Let me start by just saying this: neither this nor any review can fully do fun. justice when compared to seeing them perform a live show. I write this piece from The Java House in Iowa City, a mere block and half from The Blue Moose Taphouse, where this time tomorrow night, fun. will be performing in front of a very familiar and packed-out venue. I have had the pleasure of seeing them perform at that particular venue twice in the past 4 years, as well as once more at the University of Iowa Memorial Union. Every time, they have exceeded my expectations on every level and blown away audience after audience with their exuberant and elevated passion for making music that they love for people they love. In short, if you consider yourself a fan of fun., you are doing yourself no favors by holding back on that $20 ticket. Though their current tour is sold out at nearly every show from here on out, you best have your wallet ready they next time they announce a show near you.
Now, let’s attempt to meander our way through this new album of theirs, Some Nights.
Two and a half years ago, fun. exploded onto the indie pop-rock scene with Aim and Ignite (2009), a refreshing take on a very familiar genre of music. The album’s success would grow and grow as fans spread the word and Nate & Co., toured around the world. Then, with thousands upon thousands of people clamoring for Nate, Andrew, and Jack to up the ante and release a second record, the guys got together and recorded what Sound and Vision Magazine has called “that rare modern album that you want to set loud, keep loud, and sing along at the top of your lungs.”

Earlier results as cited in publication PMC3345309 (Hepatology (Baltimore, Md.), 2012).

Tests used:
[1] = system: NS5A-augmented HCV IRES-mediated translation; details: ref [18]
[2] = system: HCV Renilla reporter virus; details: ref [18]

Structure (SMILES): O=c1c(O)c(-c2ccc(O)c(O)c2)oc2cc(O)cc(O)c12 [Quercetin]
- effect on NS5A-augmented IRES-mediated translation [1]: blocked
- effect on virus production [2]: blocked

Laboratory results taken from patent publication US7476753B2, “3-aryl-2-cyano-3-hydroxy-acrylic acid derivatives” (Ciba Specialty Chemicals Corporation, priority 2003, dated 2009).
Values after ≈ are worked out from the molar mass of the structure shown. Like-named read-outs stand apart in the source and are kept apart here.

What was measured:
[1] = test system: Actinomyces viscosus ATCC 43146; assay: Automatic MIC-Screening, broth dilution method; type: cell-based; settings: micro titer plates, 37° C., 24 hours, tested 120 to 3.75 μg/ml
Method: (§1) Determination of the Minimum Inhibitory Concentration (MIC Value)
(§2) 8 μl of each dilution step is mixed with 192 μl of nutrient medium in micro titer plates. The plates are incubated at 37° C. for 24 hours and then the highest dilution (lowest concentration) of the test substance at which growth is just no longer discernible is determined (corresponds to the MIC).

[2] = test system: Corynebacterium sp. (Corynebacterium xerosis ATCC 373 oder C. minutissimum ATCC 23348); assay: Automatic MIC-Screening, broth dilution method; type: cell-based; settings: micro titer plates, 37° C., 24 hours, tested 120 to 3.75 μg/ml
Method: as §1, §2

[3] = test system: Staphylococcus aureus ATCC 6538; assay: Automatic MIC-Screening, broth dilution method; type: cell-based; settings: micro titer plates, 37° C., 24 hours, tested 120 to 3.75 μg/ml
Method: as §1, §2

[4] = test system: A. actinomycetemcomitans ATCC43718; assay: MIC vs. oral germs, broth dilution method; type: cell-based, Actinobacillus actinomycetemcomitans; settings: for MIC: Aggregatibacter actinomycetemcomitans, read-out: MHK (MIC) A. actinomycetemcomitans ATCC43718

And I’ll be damned if that isn’t exactly what I’ve been doing with Some Nights, even before it was technically released. (Disclaimer: I did not in fact pirate the album. I would’ve tossed my laptop out the goddamn window before I let myself do that. Fun.’s label, Fueled by Ramen, had the album streaming on Soundcloud and on fun.’s website for the entire week before it was released. Totally legit, I swear)
I rest my case. But, I’ve got plenty more to say about the album, that’s for sure.
Despite the fact that this record has been on loop in my headphones for weeks, I’ll admit (with some chagrin) that I still haven’t been able to provide even myself with a comprehensive track-by-track commentary, much less enlighten you wonderful people with such insight. However, I have managed to pinpoint a few of the more outstanding aspects about the album as a whole, as well as come up with a general critique on my favorite tracks. So, here goes:
Much like, Aim and Ignite, this record tends to lean in a lyrically philosophical direction, albeit with a common vernacular that is both refreshing and engaging. Like all bands approaching the creation of their sophomore album, they had to be tenacious and precise. Each track manages to bring with it a new perspective, whether it be instrumental or lyrical; and with that, fun. has put together a successful transfusion of lyrical potency and instrumental diversity that is at once filled with both mellow energy and passionate determination. It’s clear that the creative trio behind fun. wanted to push themselves with Some Nights, focusing heavily on layered instrumentation and bringing in different aspects of each of their backgrounds with various, successful outfits. The record is distinctively pop-rock, but it also has elements of grunge, jazz, soul, anthem rock, and even choral arrangements.